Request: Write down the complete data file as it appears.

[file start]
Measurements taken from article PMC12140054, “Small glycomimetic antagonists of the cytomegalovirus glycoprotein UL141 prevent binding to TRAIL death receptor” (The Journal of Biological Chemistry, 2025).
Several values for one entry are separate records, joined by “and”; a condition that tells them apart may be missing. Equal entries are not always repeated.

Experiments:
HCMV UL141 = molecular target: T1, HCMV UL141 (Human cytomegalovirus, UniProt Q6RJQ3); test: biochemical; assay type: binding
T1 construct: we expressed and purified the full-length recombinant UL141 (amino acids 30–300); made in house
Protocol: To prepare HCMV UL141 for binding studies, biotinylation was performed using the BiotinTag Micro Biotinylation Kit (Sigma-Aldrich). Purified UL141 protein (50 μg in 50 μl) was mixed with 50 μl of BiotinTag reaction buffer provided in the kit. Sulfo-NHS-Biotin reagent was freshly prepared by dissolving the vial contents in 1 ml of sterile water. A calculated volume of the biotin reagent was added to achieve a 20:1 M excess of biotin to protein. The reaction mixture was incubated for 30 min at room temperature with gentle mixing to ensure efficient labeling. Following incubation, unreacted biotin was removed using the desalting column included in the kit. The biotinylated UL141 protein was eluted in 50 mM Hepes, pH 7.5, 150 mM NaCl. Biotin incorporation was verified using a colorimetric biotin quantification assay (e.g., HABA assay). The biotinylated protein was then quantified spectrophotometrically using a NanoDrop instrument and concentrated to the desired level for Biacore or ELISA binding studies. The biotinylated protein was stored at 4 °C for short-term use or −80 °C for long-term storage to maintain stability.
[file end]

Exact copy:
Measurements taken from article PMC12140054, “Small glycomimetic antagonists of the cytomegalovirus glycoprotein UL141 prevent binding to TRAIL death receptor” (The Journal of Biological Chemistry, 2025).
Several values for one entry are separate records, joined by “and”; a condition that tells them apart may be missing. Equal entries are not always repeated.

Experiments:
HCMV UL141 = molecular target: T1, HCMV UL141 (Human cytomegalovirus, UniProt Q6RJQ3); test: biochemical; assay type: binding
T1 construct: we expressed and purified the full-length recombinant UL141 (amino acids 30–300); made in house
Protocol: To prepare HCMV UL141 for binding studies, biotinylation was performed using the BiotinTag Micro Biotinylation Kit (Sigma-Aldrich). Purified UL141 protein (50 μg in 50 μl) was mixed with 50 μl of BiotinTag reaction buffer provided in the kit. Sulfo-NHS-Biotin reagent was freshly prepared by dissolving the vial contents in 1 ml of sterile water. A calculated volume of the biotin reagent was added to achieve a 20:1 M excess of biotin to protein. The reaction mixture was incubated for 30 min at room temperature with gentle mixing to ensure efficient labeling. Following incubation, unreacted biotin was removed using the desalting column included in the kit. The biotinylated UL141 protein was eluted in 50 mM Hepes, pH 7.5, 150 mM NaCl. Biotin incorporation was verified using a colorimetric biotin quantification assay (e.g., HABA assay). The biotinylated protein was then quantified spectrophotometrically using a NanoDrop instrument and concentrated to the desired level for Biacore or ELISA binding studies. The biotinylated protein was stored at 4 °C for short-term use or −80 °C for long-term storage to maintain stability.